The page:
A Natural Treasure is
Restored and Protected
The Carpinteria Salt Marsh is one of the largest and most ecologically important coastal estuaries in the California, and in February 2008 the Land Trust for Santa Barbara County completed an extensive restoration project begun in the fall of 2004 to provide better wildlife habitat, opportunities for scientific research, and ways for the people to visit and learn about the coastal environment.
The project was officially completed in February 2008 and a new pedestrian bridge connecting the Carpinteria Salt Marsh Nature Park and the Land Trust public trail and habitat restoration area was celebrated with a ribbon-cutting ceremony in March 2008. The marsh offers an easy quarter mile walking trail for the public to enjoy and is a haven for birdwatchers.
The Land Trust designed its Basin 1 and South Marsh Restoration Project to provide lasting environmental and community benefits. Working with the Santa Barbara County Flood Control District and the University of California Natural Reserve System, the Land Trust project:
• Restored historic tidal circulation channels to provide expanded breeding habitat for a variety of fish and invertebrates such as the California oyster.
• Reduced the build-up of silt and algae in tidal channels.
• Created new submerged cobble beds in for shellfish colonization.
• Removed non-native and invasive vegetation such as ice plant, castor bean and mustard that crowd out beneficial natives.
• Planted over 18,000 native wetland and upland plants, vastly improving the appearance and habitat quality for birds, including the endangered Belding’s savannah sparrow.
• Expanded the range of two rare wetland plants, the salt marsh bird’s beak and salt marsh goldfields.
• Provided managed public access via a new pedestrian only bridge cross Franklin Creek from the City Nature Park to a 1,200 foot interpretive path on the north of Basin I.
Carpinteria Salt Marsh History
From Highway 101, the Carpinteria Salt Marsh may not look like the thriving wildlife habitat that it is. But upon closer inspection, the marsh is a busy, healthy ecosystem filled with rare birds, fish, snails, sharks and plants. Nestled between homes, agriculture, nurseries, the railroad and freeway, the marsh is one of the last remaining coastal estuaries in California. Less than 10% of the historic wetland habitat exists in California, and this 230-acre reserve is one of the only places left where the land meets the ocean, providing an essential environment for numerous plants and wildlife.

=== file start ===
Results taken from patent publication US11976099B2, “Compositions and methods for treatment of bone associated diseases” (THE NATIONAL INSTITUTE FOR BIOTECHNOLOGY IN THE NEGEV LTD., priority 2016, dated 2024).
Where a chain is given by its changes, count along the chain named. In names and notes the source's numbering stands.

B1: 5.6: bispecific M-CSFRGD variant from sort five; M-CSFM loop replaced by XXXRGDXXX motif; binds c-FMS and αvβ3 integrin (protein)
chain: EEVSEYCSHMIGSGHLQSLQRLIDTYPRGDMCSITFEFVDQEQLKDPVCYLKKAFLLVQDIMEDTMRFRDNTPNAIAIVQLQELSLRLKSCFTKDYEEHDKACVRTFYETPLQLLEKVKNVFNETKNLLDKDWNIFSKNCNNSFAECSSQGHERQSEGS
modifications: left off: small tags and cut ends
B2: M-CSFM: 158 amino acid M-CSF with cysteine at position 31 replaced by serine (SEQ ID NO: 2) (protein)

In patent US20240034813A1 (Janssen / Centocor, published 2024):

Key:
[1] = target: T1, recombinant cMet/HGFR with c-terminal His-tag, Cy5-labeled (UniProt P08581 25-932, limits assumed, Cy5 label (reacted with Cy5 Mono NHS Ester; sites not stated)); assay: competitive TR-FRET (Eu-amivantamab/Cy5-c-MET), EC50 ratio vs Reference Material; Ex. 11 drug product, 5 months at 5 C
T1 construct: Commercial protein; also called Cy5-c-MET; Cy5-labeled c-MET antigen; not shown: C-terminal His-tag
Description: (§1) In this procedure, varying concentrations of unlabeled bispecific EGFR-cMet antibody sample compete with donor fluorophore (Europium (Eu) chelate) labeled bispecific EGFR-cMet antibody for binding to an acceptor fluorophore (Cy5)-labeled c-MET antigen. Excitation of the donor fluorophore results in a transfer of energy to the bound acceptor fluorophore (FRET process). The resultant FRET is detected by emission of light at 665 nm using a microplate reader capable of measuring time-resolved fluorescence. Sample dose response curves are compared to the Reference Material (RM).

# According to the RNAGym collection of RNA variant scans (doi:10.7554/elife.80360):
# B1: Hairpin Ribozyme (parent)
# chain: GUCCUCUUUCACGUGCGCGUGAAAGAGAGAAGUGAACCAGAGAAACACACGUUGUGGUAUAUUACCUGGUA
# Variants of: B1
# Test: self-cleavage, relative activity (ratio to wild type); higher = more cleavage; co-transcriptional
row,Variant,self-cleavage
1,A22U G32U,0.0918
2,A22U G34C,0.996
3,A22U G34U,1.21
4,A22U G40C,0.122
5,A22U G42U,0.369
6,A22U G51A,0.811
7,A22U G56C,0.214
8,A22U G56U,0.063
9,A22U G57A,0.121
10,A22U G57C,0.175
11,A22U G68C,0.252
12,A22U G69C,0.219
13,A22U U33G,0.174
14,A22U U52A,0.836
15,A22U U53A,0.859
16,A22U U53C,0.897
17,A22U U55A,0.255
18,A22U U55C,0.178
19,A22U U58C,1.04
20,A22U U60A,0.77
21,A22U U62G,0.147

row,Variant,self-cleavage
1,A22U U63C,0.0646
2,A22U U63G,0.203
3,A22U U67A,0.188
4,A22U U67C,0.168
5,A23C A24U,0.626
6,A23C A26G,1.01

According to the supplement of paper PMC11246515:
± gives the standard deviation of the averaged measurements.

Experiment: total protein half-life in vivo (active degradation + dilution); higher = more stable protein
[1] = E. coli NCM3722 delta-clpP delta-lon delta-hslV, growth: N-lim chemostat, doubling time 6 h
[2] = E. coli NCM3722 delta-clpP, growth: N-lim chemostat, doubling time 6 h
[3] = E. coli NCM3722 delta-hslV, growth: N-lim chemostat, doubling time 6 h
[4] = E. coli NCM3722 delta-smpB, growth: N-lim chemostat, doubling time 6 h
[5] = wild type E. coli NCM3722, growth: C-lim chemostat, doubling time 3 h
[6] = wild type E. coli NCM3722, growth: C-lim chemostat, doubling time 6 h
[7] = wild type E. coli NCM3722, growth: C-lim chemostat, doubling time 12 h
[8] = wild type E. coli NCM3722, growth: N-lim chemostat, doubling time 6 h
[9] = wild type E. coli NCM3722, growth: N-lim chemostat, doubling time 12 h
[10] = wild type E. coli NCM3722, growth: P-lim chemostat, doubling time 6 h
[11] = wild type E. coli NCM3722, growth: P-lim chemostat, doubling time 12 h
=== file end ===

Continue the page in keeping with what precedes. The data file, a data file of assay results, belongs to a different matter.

Throughout the twentieth century, the natural habitat of the Carpinteria Salt Marsh has been altered by construction of roads, flood control measures, and residential development. Deciding to preserve part of the marsh, 11 families living in the adjacent Sandyland Cove sold their part of the marsh to the University of California Natural Reserve System (NRS) in 1977.
Later, when faced with proposed development, a partnership including the Land Trust, State Coastal Conservancy, City of Carpinteria, University of California Natural Reserve System, County Flood Control District and adjacent homeowner associations purchased the remaining portion of this valuable coastal wetland.
These owners of the marsh – City of Carpinteria, the University and the Land Trust –dedicated their efforts to enhancing the native plants and wildlife habitats found in the marsh.
Restoration Funding Partners
Work was funded in part by more than $100,000 in community donations while the following agencies provided over $1,950,000 in grants to the Land Trust for ecological restoration of Basin 1 and South Marsh in 2003-2006.
• State Coastal Conservancy
• U.S. Fish & Wildlife Service
• County of Santa Barbara
• National Oceanic & Atmospheric Administration
Directions to the Carpinteria Salt Marsh
From Hwy 101 southbound, take the Linden Ave. exit 86B. Turn right onto Linden and continue toward the beach. Make a right turn at 3rd St. and continue until the street ends, turn onto Ash Ave. and park. The Carpinteria Salt Marsh Nature Park lies along Ash Avenue. Following the trail toward the mountains and to the west will take you to the Land Trust pedestrian bridge, public trail and restoration area.
From Hwy 101 northbound, take the Casitas Pass exit 86. Turn left onto Casitas Pass and turn right on Carpinteria Avenue. Go about a quarter mile and turn left onto Linden Ave. continue toward the beach. Make a right turn at 3rd St. and continue until the street ends, turn onto Ash Avenue and park. The Carpinteria Salt Marsh Nature Park lies along Ash Avenue. Following the trail to the west will take you to the Land Trust pedestrian bridge, the quarter mile public trail, and restoration area.
Carpinteria Salt Marsh Nature Park
Planned with the help of the Land Trust and owned by the City of Carpinteria, the Nature Park features a healthy, functioning wetland system. Complete with full color interpretive signs and nature trails, the Nature Park opened in 1997. Now used for research by the University of California, the Nature Park is a place of learning, exploring, calm and wonder.
The Nature Park is open during daylight hours every day, and docent tours of the nature park are available.
Call the City of Carpinteria Parks and Recreation Department at (805) 684-5405 for a schedule of docent led tours.